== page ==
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Forcing Chinese firms off American stock markets will backfire on US, Beijing warns

Forcing Chinese firms off American stock markets will backfire on US, Beijing warns
As tensions between the world’s two biggest economies seep into the financial markets, Beijing has warned that pressure from Washington on its companies would severely harm the US economy.

China’s Foreign Ministry Spokesperson Geng Shuang accused Washington of making hasty generalizations about Chinese companies’ accounting practices, Reuters reported, citing the official’s regular press briefing.

The statement comes as the Trump administration seeks ways to crack down on Chinese companies, making it harder for them to trade on foreign exchanges. On Thursday, President Donald Trump accused China of benefiting from US capital markets “without complying with critical protections” and ordered regulators to come up with ways to tighten scrutiny of US-listed Chinese enterprises within the next 60 days.

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At the same time, US Secretary of State Mike Pompeo said that China-based firms have a “pattern of fraudulent accounting practices,” as he praised Nasdaq for proposing to tighten listing rules for them.

“American investors should not be subjected to hidden and undue risks associated with companies that do not abide by the same rules as US firms,” he said in a statement, adding other exchanges in the US and beyond should follow suit.

As financial markets have become another front of US-China tensions, more Chinese firms are considering listing on the Hong Kong exchange. The CEO of Hong Kong Exchanges and Clearing, which owns the Hong Kong stock exchange, expects that many companies will return to the Asian financial hub due to US political pressure.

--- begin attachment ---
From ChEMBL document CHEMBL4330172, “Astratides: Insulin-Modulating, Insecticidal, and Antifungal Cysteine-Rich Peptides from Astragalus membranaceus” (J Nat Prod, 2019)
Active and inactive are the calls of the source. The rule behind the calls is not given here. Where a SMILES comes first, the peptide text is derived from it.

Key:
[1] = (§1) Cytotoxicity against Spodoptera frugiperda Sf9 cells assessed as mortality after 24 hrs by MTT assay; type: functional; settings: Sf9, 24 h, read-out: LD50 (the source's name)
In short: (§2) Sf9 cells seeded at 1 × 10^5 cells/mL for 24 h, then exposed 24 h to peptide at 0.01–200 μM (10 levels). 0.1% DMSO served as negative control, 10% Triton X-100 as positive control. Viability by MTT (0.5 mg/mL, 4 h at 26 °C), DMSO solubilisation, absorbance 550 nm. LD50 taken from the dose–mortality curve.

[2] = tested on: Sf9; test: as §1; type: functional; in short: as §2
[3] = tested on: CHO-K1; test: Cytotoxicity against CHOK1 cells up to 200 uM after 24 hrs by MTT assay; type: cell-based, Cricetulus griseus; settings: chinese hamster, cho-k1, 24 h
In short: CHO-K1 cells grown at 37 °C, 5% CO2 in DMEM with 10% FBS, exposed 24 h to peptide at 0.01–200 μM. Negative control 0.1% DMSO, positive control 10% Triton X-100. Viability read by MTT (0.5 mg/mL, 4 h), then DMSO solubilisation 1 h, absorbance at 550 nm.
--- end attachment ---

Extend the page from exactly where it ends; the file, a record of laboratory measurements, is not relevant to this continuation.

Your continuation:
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“This is going to be a big year for IPOs, including both huge IPOs from [mainland] China, but very substantial returnees, what we call them, from the United States,” Charles Li said. “Today the atmosphere in the US is becoming less friendly and we obviously have fundamentally changed many aspects of our listing regime so that we are becoming more accommodating,” he added.

Some of China’s most valuable US-listed companies have already announced plans to raise billions of dollars through a secondary listing in Hong Kong. Online gaming company NetEase, which is expected to start trading in Hong Kong later this month, plans to sell 171 million ordinary shares. The listing could raise the company around $2.7 billion and would be the biggest stock offering in Hong Kong so far this year. However, it could be overtaken by another Chinese behemoth, online shopping service JD.com, which also plans a listing in the city.

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